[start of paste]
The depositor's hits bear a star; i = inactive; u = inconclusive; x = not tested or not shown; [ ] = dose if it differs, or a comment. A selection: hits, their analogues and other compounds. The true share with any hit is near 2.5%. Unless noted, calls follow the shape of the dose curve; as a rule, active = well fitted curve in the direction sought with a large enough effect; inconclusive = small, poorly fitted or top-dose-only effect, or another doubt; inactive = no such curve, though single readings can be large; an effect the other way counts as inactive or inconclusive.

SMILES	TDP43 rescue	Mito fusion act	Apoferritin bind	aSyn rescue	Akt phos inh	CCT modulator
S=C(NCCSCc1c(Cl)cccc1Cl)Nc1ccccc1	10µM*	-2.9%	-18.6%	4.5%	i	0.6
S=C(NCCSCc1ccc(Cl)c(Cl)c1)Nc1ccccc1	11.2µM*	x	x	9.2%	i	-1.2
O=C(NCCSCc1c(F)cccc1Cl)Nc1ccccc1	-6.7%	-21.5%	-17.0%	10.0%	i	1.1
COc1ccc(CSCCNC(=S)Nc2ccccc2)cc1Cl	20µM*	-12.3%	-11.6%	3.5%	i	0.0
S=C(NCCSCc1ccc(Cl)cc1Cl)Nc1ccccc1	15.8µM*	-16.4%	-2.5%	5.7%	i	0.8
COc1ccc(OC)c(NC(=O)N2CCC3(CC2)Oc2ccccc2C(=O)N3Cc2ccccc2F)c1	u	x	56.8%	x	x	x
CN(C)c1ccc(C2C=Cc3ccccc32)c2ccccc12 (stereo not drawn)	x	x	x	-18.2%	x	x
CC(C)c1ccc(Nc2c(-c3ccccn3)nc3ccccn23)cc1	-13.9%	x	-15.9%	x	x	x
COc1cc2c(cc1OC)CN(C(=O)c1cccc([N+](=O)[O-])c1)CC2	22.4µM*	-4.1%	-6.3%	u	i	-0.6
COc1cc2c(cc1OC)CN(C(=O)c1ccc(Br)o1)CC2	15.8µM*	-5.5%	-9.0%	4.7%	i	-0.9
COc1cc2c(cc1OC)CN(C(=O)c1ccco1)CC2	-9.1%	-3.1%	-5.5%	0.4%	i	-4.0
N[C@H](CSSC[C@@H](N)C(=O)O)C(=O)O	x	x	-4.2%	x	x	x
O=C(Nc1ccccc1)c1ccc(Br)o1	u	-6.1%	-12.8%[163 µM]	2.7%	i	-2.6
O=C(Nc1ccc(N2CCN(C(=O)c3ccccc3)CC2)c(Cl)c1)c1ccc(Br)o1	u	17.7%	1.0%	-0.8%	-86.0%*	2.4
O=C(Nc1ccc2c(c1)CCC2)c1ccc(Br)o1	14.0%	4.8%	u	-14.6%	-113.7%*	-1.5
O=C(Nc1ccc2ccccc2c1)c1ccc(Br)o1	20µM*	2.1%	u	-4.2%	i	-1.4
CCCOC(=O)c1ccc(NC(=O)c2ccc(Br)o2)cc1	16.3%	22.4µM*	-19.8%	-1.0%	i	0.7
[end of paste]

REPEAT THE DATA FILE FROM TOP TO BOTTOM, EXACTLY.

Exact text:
The depositor's hits bear a star; i = inactive; u = inconclusive; x = not tested or not shown; [ ] = dose if it differs, or a comment. A selection: hits, their analogues and other compounds. The true share with any hit is near 2.5%. Unless noted, calls follow the shape of the dose curve; as a rule, active = well fitted curve in the direction sought with a large enough effect; inconclusive = small, poorly fitted or top-dose-only effect, or another doubt; inactive = no such curve, though single readings can be large; an effect the other way counts as inactive or inconclusive.

SMILES	TDP43 rescue	Mito fusion act	Apoferritin bind	aSyn rescue	Akt phos inh	CCT modulator
S=C(NCCSCc1c(Cl)cccc1Cl)Nc1ccccc1	10µM*	-2.9%	-18.6%	4.5%	i	0.6
S=C(NCCSCc1ccc(Cl)c(Cl)c1)Nc1ccccc1	11.2µM*	x	x	9.2%	i	-1.2
O=C(NCCSCc1c(F)cccc1Cl)Nc1ccccc1	-6.7%	-21.5%	-17.0%	10.0%	i	1.1
COc1ccc(CSCCNC(=S)Nc2ccccc2)cc1Cl	20µM*	-12.3%	-11.6%	3.5%	i	0.0
S=C(NCCSCc1ccc(Cl)cc1Cl)Nc1ccccc1	15.8µM*	-16.4%	-2.5%	5.7%	i	0.8
COc1ccc(OC)c(NC(=O)N2CCC3(CC2)Oc2ccccc2C(=O)N3Cc2ccccc2F)c1	u	x	56.8%	x	x	x
CN(C)c1ccc(C2C=Cc3ccccc32)c2ccccc12 (stereo not drawn)	x	x	x	-18.2%	x	x
CC(C)c1ccc(Nc2c(-c3ccccn3)nc3ccccn23)cc1	-13.9%	x	-15.9%	x	x	x
COc1cc2c(cc1OC)CN(C(=O)c1cccc([N+](=O)[O-])c1)CC2	22.4µM*	-4.1%	-6.3%	u	i	-0.6
COc1cc2c(cc1OC)CN(C(=O)c1ccc(Br)o1)CC2	15.8µM*	-5.5%	-9.0%	4.7%	i	-0.9
COc1cc2c(cc1OC)CN(C(=O)c1ccco1)CC2	-9.1%	-3.1%	-5.5%	0.4%	i	-4.0
N[C@H](CSSC[C@@H](N)C(=O)O)C(=O)O	x	x	-4.2%	x	x	x
O=C(Nc1ccccc1)c1ccc(Br)o1	u	-6.1%	-12.8%[163 µM]	2.7%	i	-2.6
O=C(Nc1ccc(N2CCN(C(=O)c3ccccc3)CC2)c(Cl)c1)c1ccc(Br)o1	u	17.7%	1.0%	-0.8%	-86.0%*	2.4
O=C(Nc1ccc2c(c1)CCC2)c1ccc(Br)o1	14.0%	4.8%	u	-14.6%	-113.7%*	-1.5
O=C(Nc1ccc2ccccc2c1)c1ccc(Br)o1	20µM*	2.1%	u	-4.2%	i	-1.4
CCCOC(=O)c1ccc(NC(=O)c2ccc(Br)o2)cc1	16.3%	22.4µM*	-19.8%	-1.0%	i	0.7